BConky said...

Your coat is so cute, love the ruffles. You look adorable in the photo's. You look like you are having fun.

Jane M said...

What a fabulous combination of tweedy warmth and ruffly fun. Smart planning for those cozy pockets and cuffs. I love your whole ensemble....and also love that Pepe's pizza.

Cindy said...

What a fun ruffled coat! I think, we all need to make a coat at this time of year to get through the last monthes of winter...Lovely! And I love the yellow gloves with it!

Joy said...

Nice work on this! A winter coat is no small effort. I love that you lined the pockets with fleece!

Lisette M said...

Coats are a lot of work aren't they?
I love all the special details, the frill, the sleeve "thingy" to keep the draft out. We still have a lot of winter left for you to enjoy wearing it!

KID, MD said...

Wow, wow, wow!!! It is completely amazing. I love the shape, the color, the frills - everything! You did some beautiful work as well.

kbenco said...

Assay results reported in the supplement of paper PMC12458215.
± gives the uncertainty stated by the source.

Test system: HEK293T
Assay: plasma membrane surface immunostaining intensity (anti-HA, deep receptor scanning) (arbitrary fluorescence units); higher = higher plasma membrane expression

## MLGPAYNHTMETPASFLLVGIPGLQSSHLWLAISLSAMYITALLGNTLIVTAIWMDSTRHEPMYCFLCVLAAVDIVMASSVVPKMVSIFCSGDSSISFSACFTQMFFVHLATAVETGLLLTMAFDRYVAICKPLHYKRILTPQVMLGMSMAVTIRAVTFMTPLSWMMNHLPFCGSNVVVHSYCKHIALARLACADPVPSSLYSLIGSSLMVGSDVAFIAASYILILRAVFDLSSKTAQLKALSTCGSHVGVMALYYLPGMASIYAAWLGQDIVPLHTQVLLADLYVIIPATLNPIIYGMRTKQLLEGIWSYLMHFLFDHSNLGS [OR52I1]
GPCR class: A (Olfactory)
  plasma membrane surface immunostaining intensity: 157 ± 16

I adore looking at winter coats when it is 42 degrees C. It is nicely chilling. Thanks. I want some yellow gloves.
Your coat is totally cute. I love the cuff frills. I am amazed that your fingers are not bleeding, I am sure there is a hole in the top of my thimble after hand sewing velvety/corduroy fabric. I also find your fleece pocket lining and bike riding sleeve adjustment very clever.

AllisonC said...

Great transformation of a pattern into something a little unusual, the ruffles are gorgeous. I really love your Burda-esque photo shoot too!

Adelaide B said...

You have been making some amazing things lately. I love this coat! The ruffles are totally cool.

Sheri said...

Love the coat & the yellow gloves. Nice job. Great details in your blog post. Thanks.

Lindsay T said...

Three weeks is not a long time at all for this coat! You did a great job on it and you look spiffy-cute.

BrusselsSprout_Katharine said...

Wow, it's beautiful, and you look great in it. Very stylish.

Noile said...

You not only made the coat, but you changed significant features, and added some cool touches all your own! I love the use of the tie silk (not, ahem, "Thai" silk!) contrast/coordinate in the sleeves and the body. It looks wonderful on you.

Cennetta said...

Outstanding! The coat is beautiful and well crafted. The buttonholes and the frills make it extra special.